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Employment Tribunal Fees Illegal – Where to Next?

The Supreme Court has held today, 26th July 2017, that the Employment Tribunals and the Employment Appeal Tribunals Fees Order 2013 (which saw the introduction of fees to the Employment Tribunal and led to a 70% reduction in claims) is unlawful and will be quashed.

This brings the long running case of R (on the application of UNISON) v Lord Chancellor to a conclusion.  The challenge was raised in July 2013 when it was feared that the introduction of fees, and fees at the proposed level, would limit access to the Employment Tribunal.  Challenges were raised both in Scotland and in England and Wales against the introduction of the fee regime, during which the Lord Chancellor gave an undertaking that if the Fees Order was ultimately to be ruled unlawful, that any fees paid under the Fees Order would be reimbursed.  That decision was finally given today. 

The Supreme Court has now confirmed that that the Fees Order does effectively prevent access to justice, and that it imposed unjustified limitations on the ability to enforce EU rights (ie those claims based on EU law), and so, the Fees Order was unlawful under EU law.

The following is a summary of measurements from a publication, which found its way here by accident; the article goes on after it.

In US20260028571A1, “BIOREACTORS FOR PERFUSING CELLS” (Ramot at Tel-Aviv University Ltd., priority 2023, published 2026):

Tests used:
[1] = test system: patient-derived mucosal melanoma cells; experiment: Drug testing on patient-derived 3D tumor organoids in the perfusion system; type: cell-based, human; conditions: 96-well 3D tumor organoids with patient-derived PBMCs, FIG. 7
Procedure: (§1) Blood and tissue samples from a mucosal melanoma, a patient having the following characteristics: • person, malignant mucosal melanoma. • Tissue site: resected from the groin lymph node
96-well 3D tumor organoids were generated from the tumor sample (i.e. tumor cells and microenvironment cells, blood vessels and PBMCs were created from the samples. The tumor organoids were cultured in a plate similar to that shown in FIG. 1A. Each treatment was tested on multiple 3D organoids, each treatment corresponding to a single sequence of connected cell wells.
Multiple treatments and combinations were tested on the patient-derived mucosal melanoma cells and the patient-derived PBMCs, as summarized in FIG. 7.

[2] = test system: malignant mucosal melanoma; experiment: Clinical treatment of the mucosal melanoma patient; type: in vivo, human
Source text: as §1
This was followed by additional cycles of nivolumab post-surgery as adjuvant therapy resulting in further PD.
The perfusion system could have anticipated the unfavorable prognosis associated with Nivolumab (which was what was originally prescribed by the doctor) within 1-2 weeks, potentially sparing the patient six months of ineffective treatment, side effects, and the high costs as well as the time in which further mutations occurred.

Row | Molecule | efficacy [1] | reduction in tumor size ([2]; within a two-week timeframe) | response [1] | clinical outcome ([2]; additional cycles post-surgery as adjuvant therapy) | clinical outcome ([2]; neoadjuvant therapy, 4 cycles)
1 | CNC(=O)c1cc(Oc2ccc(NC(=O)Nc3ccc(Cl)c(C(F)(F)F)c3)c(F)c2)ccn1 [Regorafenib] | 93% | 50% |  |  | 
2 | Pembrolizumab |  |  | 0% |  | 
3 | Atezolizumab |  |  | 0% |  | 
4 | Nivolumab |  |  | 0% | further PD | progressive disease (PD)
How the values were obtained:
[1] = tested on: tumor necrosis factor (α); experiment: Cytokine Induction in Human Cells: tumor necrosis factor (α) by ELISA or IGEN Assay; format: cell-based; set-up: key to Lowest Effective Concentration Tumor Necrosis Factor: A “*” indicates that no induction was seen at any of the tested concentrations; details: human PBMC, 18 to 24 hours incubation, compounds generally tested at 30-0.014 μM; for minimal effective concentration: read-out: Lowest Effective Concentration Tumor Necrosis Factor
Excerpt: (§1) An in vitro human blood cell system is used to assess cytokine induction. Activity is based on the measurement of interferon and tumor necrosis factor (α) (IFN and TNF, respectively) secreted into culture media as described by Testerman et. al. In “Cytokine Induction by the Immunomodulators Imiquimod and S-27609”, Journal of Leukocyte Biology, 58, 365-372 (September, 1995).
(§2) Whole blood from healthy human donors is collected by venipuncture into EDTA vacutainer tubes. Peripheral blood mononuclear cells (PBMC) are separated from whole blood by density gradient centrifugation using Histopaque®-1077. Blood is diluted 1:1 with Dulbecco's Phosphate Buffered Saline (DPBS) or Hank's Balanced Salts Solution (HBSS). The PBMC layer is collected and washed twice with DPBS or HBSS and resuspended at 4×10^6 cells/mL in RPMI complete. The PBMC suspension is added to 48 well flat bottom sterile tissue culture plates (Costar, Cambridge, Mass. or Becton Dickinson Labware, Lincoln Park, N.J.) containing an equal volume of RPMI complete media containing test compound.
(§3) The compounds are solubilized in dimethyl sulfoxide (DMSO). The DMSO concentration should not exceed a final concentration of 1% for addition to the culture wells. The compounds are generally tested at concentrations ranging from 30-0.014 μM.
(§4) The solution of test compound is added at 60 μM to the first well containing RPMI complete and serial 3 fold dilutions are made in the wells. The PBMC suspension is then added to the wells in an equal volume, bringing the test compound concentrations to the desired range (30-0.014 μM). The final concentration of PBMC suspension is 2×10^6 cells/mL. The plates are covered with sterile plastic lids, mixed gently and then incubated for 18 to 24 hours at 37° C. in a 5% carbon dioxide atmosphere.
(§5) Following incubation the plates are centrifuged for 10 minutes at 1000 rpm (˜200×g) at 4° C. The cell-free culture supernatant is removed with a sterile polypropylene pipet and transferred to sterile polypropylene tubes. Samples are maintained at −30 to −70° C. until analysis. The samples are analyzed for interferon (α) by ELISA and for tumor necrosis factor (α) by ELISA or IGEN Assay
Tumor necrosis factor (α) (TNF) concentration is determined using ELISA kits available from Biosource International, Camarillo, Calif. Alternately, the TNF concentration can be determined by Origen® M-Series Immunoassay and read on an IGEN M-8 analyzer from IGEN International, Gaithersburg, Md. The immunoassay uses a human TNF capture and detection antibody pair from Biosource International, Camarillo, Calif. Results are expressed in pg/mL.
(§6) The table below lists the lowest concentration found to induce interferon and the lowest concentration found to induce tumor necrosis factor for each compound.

Where do we go from here? 

Firstly, we are unlikely to see the end of a “fee regime”, rather it is likely that the government will consult on a more suitable level of fee structure, which may or may not be adopted by the Scottish Employment Tribunals once authority over the “northern jurisdiction” is ultimately devolved.  Secondly, the Employment Tribunal Rules will require adjustment to account for the alteration in the fee paying requirement, as will the administrative system handling the submission of claims.  In addition, the Lord Chancellor will face a mammoth task in determining who ought to receive a refund of the fees paid, bearing in mind that many fees may have been ordered to have been repaid to the Claimant Employee by the Respondent Employer. 

Lastly, the Employment Tribunal may also face the challenge being asked to determine whether it may be “just and equitable” to allow a claim which was not pursued at the time due to the imposition of fees should be allowed late, or whether it was not “reasonably practicable” for the Claimant to submit a claim in time due to the imposition of fees.  Time will only tell whether or not such arguments may be successful, and how this will impact upon the capacity of the Employment Tribunal. 

For more information please contact Nicola Gray or Martin Sinclair, or call 01224 632464.



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